Deregulation could ‘set universities free’…to hike fees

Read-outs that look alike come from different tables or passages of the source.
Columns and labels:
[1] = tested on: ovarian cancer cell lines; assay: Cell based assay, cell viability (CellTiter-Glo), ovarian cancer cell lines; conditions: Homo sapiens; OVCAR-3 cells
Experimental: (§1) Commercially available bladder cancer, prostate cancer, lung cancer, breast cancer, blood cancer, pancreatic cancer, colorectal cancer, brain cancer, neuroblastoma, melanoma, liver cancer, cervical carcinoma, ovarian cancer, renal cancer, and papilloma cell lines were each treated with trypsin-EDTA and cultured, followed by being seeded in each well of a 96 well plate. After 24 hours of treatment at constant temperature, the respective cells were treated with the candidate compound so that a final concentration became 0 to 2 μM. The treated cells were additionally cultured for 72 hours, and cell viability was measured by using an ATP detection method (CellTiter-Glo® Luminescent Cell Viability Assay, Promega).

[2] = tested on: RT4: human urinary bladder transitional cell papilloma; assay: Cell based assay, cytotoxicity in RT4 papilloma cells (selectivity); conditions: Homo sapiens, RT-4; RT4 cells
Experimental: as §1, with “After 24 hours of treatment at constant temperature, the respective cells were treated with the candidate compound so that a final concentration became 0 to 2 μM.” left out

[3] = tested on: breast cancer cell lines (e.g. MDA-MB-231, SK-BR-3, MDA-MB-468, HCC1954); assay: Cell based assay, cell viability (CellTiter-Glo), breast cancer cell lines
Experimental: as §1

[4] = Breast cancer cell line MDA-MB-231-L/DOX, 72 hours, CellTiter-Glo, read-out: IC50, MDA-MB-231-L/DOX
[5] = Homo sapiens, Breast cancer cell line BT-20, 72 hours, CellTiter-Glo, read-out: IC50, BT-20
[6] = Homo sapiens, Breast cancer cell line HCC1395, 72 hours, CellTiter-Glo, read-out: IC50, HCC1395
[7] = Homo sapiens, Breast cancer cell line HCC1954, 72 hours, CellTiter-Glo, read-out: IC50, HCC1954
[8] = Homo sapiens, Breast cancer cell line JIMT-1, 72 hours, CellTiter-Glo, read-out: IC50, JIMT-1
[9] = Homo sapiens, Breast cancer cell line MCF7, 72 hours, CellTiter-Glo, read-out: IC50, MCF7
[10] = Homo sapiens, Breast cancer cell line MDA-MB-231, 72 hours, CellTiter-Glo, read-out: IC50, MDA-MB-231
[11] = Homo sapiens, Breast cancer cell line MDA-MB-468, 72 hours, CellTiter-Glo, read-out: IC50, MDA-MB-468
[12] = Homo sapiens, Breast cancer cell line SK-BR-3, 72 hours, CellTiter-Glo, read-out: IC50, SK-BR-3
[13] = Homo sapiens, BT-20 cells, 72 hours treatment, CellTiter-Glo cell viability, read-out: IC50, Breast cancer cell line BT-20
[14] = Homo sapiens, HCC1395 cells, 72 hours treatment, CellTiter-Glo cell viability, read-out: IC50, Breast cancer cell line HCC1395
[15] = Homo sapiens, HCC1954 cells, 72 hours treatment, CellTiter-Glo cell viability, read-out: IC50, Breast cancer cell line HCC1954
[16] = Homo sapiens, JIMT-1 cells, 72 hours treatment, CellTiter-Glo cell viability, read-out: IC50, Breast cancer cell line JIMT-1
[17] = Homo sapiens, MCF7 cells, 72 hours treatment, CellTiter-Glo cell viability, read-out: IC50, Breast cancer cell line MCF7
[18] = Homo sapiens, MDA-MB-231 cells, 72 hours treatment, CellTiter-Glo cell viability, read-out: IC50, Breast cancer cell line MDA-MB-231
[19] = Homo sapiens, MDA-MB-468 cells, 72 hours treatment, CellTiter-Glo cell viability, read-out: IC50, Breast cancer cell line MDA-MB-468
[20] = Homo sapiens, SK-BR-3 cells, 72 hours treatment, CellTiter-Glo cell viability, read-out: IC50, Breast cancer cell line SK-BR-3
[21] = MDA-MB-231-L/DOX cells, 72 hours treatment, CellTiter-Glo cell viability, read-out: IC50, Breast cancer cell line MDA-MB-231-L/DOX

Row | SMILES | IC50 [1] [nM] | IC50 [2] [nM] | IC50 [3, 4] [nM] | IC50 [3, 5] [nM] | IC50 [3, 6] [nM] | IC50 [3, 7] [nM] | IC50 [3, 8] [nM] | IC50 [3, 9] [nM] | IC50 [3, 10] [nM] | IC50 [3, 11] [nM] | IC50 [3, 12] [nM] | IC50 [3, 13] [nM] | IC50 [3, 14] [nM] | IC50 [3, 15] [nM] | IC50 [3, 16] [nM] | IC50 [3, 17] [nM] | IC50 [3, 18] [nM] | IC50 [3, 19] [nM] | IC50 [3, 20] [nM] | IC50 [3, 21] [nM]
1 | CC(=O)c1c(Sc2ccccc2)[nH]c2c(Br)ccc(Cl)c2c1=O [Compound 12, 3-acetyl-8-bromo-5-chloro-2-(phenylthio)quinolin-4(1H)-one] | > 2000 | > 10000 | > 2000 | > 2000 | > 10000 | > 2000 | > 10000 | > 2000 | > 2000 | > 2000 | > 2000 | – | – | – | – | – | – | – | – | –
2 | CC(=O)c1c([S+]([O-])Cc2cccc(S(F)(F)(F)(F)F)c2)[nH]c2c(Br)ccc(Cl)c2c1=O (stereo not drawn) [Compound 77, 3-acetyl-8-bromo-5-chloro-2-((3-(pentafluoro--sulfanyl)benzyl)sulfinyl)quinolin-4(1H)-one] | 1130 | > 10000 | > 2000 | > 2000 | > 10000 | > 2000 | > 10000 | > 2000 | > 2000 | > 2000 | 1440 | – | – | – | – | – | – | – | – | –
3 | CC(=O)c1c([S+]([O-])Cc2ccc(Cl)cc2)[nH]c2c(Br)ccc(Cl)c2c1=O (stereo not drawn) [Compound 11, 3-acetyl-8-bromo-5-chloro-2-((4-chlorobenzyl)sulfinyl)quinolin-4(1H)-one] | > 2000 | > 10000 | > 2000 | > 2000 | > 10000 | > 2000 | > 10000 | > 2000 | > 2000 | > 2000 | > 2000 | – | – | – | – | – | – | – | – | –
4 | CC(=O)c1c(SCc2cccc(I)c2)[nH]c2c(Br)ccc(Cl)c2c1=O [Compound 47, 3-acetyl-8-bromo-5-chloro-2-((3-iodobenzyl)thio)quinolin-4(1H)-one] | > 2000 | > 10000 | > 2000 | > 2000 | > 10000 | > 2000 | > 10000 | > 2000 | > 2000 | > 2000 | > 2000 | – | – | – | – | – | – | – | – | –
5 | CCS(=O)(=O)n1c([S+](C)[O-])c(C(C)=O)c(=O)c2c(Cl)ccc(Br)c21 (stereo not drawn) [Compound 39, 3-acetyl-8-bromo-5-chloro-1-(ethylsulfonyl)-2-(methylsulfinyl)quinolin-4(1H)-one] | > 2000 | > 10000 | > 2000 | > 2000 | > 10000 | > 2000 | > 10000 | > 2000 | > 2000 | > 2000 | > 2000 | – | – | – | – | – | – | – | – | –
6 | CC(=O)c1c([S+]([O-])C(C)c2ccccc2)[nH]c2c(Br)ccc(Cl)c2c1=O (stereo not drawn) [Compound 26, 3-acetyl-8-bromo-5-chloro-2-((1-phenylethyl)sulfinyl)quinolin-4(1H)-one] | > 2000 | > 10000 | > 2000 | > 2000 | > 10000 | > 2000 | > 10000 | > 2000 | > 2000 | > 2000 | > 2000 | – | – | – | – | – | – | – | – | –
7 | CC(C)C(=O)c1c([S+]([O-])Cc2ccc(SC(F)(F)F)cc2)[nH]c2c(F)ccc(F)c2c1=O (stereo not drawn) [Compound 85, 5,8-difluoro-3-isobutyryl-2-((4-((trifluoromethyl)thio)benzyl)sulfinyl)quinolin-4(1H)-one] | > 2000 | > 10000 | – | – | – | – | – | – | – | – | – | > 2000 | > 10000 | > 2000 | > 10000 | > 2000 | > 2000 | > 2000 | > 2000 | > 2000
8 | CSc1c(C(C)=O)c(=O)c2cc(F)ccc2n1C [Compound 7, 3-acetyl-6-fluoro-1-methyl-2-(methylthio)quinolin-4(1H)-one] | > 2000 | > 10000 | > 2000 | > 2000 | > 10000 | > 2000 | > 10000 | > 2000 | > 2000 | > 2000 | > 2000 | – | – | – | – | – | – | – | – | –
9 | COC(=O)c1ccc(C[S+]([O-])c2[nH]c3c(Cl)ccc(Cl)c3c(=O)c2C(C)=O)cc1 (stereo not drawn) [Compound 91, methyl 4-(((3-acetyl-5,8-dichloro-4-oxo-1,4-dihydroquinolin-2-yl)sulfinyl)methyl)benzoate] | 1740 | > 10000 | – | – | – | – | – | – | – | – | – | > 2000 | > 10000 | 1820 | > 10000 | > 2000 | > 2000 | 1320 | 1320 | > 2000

Jordyn Butler reports on the shady business of university fees, deregulation and “setting higher education providers free”. Imagine, RMIT University being on par with international universities like Oxford, Harvard and Stanford. The level of education, resources and brand would surely be beneficial for all of us. But at what cost? It seems the only way to do so is for students to foot the bill and pay their own way. Australia’s top universities are calling for the deregulation of university fees to produce an innovative and creative sector that is worthy of competing on a world-class level – similar to the US system. And here’s the catch: if universities are deregulated they can charge whatever they want for certain courses. Deanna Taylor, the National President of the National Union of Students told Catalyst “it won’t work”. “And even if by some chance it did work, if you’re passing the burden onto students to make that happen is not the right thing to be doing,” she said. However, it is not just experts and academics taking trying to pass the buck. With the federal budget looming there is speculation the Coalition government is considering deregulating the red tape around fees for Australian universities and their own funding obligations. Or as Education Minister Christopher Pyne calls it setting the “higher education providers free”. Maiy Azize, spokesperson for the office of Greens Senator Lee Rhiannon, said the only way to improve our universities is to boost funding. “So what this government is doing is cutting billions of dollars out of universities… that’s not the way to build a world-class university system,” she said. The Kemp-Norton review, released two weeks ago is a recommendation to the Coalition government calling for private universities, TAFEs and other non-university higher education providers to receive blanket funding. And while some universities are welcoming the recommendations, to do so would mean to charge students more. Azize said, “Basically they’re cutting the sector. They’re going to subsidise private and for-profit institutions, and students are going to be footing the bill for all of that. So that’s what setting university free means.” Earlier this week, the Minister gave a speech in London on how deregulating fees could stop Australian universities from falling behind in comparison to the rest of the world. And while it was not an official response to the review, with a dream of Australia’s very own version of an Ivy League College, Pyne set tongues wagging. In the speech he hinted the government would adopt the Kemp-Norton recommendation in the May budget saying he would “provide them with more autonomy and challenge them to map out their futures according to their strengths.” “We have much to learn about universities competing for students and focusing on our students…Not least, we have much to learn about this from our friends in the United States,” he said. Taylor says she can’t see any reason why Australian universities should try to move to a US style system. “The United States model, depends on levels of education depending on how much money you have,” she said. “We also know that student debt